The Associated Press, one of the nation’s largest news organizations, said that it will, for the first time, attempt to define clear standards as to how much of its articles and broadcasts bloggers and Web sites can excerpt without infringing on The A.P.’s copyright.
The A.P.’s effort to impose some guidelines on the free-wheeling blogosphere, where extensive quoting and even copying of entire news articles is common, may offer a prominent definition of the important but vague doctrine of “fair use,” which holds that copyright owners cannot ban others from using small bits of their works under some circumstances. For example, a book reviewer is allowed to quote passages from the work without permission from the publisher.
Fair use has become an essential concept to many bloggers, who often quote portions of articles before discussing them. The A.P., a cooperative owned by 1,500 daily newspapers, including The New York Times, provides written articles and broadcast material to thousands of news organizations and Web sites that pay to use them.
Last week, The A.P. took an unusually strict position against quotation of its work, sending a letter to the Drudge Retort asking it to remove seven items that contained quotations from A.P. articles ranging from 39 to 79 words.
On Saturday, The A.P. retreated. Jim Kennedy, vice president and strategy director of The A.P., said in an interview that the news organization had decided that its letter to the Drudge Retort was “heavy-handed” and that The A.P. was going to rethink its policies toward bloggers.
The quick about-face came, he said, because a number of well-known bloggers started criticizing its policy, claiming it would undercut the active discussion of the news that rages on sites, big and small, across the Internet.
On Friday, The A.P. issued a statement defending its action, saying it was going to challenge blog postings containing excerpts of A.P. articles “when we feel the use is more reproduction than reference, or when others are encouraged to cut and paste.” An A.P. spokesman declined Friday to further explain the association’s position.
After that, however, the news association convened a meeting of its executives at which it decided to suspend its efforts to challenge blogs until it creates a more thoughtful standard.
“We don’t want to cast a pall over the blogosphere by being heavy-handed, so we have to figure out a better and more positive way to do this,” Mr. Kennedy said.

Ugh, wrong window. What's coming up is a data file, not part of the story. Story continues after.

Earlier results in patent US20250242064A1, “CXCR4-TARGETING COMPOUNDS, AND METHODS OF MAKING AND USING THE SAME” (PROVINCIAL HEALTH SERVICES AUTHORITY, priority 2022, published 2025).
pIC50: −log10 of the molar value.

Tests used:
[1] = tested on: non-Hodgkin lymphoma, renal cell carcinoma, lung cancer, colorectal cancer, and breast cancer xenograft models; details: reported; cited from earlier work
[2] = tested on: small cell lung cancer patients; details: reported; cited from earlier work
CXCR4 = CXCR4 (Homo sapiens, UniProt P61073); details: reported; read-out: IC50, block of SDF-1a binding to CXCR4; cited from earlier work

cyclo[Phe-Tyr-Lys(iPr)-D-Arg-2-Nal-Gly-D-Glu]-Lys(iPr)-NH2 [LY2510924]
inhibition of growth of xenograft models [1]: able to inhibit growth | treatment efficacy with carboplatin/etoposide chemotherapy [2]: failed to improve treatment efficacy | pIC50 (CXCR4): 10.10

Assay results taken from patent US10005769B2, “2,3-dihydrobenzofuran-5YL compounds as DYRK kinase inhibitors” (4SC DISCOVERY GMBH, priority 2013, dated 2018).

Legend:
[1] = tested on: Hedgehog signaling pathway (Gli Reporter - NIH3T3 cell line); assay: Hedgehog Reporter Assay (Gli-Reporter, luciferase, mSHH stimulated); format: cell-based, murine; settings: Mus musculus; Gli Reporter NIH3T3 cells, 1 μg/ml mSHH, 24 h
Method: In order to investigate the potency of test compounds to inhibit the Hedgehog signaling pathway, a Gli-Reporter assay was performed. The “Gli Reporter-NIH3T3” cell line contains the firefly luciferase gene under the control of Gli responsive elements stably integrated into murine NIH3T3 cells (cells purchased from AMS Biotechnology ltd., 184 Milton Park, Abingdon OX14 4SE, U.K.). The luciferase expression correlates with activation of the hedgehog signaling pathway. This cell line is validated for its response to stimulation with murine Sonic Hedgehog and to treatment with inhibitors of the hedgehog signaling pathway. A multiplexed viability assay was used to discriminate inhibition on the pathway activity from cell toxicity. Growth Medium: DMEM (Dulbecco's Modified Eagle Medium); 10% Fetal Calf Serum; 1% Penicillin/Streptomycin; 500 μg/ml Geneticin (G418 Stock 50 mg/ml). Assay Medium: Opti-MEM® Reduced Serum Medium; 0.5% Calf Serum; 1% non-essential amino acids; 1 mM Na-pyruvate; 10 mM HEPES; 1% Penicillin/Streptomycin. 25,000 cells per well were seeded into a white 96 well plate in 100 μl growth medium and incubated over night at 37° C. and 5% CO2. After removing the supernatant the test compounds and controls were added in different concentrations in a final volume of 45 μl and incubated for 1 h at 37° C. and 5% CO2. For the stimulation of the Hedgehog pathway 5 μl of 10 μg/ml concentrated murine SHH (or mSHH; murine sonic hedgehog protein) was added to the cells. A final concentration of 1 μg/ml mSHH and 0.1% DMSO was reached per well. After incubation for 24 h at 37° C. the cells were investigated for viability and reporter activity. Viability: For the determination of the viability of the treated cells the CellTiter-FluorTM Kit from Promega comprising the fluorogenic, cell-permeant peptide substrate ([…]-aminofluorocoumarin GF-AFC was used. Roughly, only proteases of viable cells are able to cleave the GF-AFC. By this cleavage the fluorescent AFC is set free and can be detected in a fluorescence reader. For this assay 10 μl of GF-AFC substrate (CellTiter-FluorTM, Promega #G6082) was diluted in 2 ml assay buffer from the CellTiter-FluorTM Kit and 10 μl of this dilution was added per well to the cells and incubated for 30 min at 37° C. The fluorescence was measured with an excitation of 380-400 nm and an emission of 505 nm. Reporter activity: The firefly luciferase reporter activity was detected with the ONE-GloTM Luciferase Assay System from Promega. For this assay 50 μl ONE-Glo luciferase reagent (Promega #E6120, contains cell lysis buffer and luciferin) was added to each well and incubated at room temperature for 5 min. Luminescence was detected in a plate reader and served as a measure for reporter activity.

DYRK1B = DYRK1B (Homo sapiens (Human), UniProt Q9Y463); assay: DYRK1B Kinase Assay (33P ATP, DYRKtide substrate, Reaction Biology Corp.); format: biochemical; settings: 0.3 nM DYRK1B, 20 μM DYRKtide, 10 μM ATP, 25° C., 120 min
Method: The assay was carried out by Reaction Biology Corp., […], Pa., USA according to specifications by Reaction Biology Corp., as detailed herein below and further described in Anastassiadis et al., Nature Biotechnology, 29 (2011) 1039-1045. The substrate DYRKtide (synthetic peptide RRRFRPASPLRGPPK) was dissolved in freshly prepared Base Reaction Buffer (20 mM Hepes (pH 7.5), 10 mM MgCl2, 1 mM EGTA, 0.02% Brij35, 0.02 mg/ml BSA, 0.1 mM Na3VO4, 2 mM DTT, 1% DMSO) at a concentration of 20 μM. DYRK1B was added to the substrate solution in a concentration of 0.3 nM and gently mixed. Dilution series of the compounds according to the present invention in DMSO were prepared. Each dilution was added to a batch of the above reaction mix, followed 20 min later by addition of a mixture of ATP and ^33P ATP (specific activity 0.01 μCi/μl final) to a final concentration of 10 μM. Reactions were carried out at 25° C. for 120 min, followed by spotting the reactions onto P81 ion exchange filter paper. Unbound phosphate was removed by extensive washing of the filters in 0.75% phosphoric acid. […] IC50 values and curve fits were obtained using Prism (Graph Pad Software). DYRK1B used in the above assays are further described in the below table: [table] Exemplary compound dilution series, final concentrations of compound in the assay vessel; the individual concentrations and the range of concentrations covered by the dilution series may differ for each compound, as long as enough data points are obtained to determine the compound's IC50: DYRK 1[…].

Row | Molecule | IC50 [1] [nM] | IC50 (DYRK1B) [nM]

OK. I’m the smallest of small fry in the blogosphere, yet still… it is to worry, no? Not yet, perhaps, but one wonders just what sort of guidelines the AP will come up with. I consider EIP to be under a pall, for all that.
I’ve always tried to stay within the bounds of “Fair Use” (ill-defined as it may be) and rarely, if ever, post anything in its entirety when just a snippet will do. And I always link. The one area where I might be vulnerable is in the use of photographs. But if the AP, or any of its members, wanna come after me for my postings, well then…come on down. Coz there’s always Reuters, AFP, Auntie, and the NYT, of course. The AP ain’t the be-all and end-all in the news biz. Big, yes. But there are alternatives.
Much, much more on memeorandum… and 99.2% of it reads like “Go jump in the lake, AP.” That’s being quite kind as far as characterizations go, Gentle Reader. And some of the best is here… including this: “One last bit of advice for the AP before I get on my plane: Back off.”
What he said.
And then there’s this… in the “Suspicions Confirmed” Dept:
Three horrors await Americans who get behind the wheel of a car for a family road trip this summer: the spiraling price of gas, the usual choruses of "are-we-there-yet?" -- and the road rage of fellow drivers.
Divine intervention might be needed for the first two problems, but science has discovered a solution for the third.
Watch out for cars with bumper stickers.
That's the surprising conclusion of a recent study by
It does not seem to matter whether the messages on the stickers are about peace and love -- "Visualize World Peace," "My Kid Is an Honor Student" -- or angry and in your face -- "Don't Mess With Texas," "My Kid Beat Up Your Honor Student."
Dunno if I agree with that last paragraph. I give a clear berth to vehicles with bumper stickers which clearly illustrate someone of the moonbat persuasion is driving said vehicle. Simply because it’s my experience that moonbats seem to exhibit a LOT more passive-aggressive behavior than your average bear. One good thing, though: Chances are they’re not armed. And that’s a Great Good Thing.
Along these same lines…and those lines would be road safety… Fire Fox has a good post up today about watching out for bikers while you’re off on your Great American Vacation this year, or even if you’re just driving around town. Good stuff it is, and…speaking as a biker who was victimized by a clue-free 17-year old in the waaay-back… I hope you go give it a read. Someone’s life might be saved for it…and that life just might be mine.